Porsche Recalls 43,000 Taycan EVs Worldwide

Porsche Taycan on the street
Porsche

Porsche just announced a recall for its first full-electric vehicle, the Taycan, to fix a software issue that has been proven to cause a sudden loss of power. The recall is worldwide and spans nearly all of the 43,000 Taycans sold globally.

And while Porsche claims only a small number of users are dealing with the problem, it’s big enough for a recall. Porsche offers over-the-air software updates to fix and improve all aspects of its vehicle. However, this requires owners to take their Taycan into a dealership.

Oddly enough, the power loss problem apparently stems from the regular 12-volt battery that powers accessories like the stereo. According to the NHTSA, over a dozen Taycan owners filed a complaint about the problem. As a result, the agency opened an investigation, and now it looks like a recall is en route.

The agency discovered that the power loss is being caused when the regular 12-volt battery runs out of charge, which shouldn’t happen this often, and causes issues to other areas. If the 12-volt battery dies while a Taycan is moving, it can potentially shut off the rest of the big 800-volt cell that powers the entire vehicle.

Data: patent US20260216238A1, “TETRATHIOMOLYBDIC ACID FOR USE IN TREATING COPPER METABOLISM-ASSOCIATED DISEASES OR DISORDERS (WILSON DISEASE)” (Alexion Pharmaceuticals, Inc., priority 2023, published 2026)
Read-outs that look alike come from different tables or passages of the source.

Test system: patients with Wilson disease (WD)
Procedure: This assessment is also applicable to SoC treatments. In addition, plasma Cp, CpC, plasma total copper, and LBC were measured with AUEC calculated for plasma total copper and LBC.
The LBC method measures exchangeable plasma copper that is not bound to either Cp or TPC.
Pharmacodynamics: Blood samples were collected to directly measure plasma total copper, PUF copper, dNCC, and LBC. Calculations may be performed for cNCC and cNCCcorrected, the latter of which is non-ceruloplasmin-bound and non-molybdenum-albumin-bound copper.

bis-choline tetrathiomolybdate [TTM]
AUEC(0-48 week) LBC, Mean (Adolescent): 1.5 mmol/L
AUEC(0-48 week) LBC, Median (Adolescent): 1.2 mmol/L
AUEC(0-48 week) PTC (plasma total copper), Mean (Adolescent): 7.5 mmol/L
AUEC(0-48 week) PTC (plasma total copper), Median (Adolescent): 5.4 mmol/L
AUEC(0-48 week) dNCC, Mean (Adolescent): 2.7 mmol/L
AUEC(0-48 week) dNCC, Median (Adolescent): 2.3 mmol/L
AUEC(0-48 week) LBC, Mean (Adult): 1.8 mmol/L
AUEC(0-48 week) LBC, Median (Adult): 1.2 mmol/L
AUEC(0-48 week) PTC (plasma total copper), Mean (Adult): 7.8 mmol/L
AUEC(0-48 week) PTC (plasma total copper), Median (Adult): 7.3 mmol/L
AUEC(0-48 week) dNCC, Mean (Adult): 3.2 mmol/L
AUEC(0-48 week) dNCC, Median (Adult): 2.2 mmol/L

Here’s what Porsche had to say:

“Porsche is reviewing and updating the software for the power electronics and the engine control unit on approximately 43,000 units of Taycan and Taycan Cross Turismo vehicles from the 2020 to 2021 model years, of which about 3,400 are in Germany.

In case of the affected vehicles, there is the possibility that in certain instances, a shutdown of the power train, resulting in loss of motive power may be triggered incorrectly and sporadically. A software update will be installed in the workshop.”

As noted above by Porsche, owners must make an appointment and bring the vehicle to a workshop dealer to resolve the problem, rather than getting a simple over-the-air software update.

The same issue also affects the new Audi E-Tron GT, which relies on the Taycan’s electric powertrain. Moving forward, all vehicles from Porsche and Audi on the assembly line will get the fix before leaving the warehouse.

via InsideEVs

 

Cory Gunther Cory Gunther
Based in Las Vegas, Cory Gunther has been writing about phones, Android, cars, and technology in general for over a decade. He’s a freelance writer for Review Geek covering roundups, apps, and news. He's previously written for GottaBeMobile, SlashGear, AndroidCentral, and TechRadar, and he’s written over 6,000 articles. Read Full Bio »

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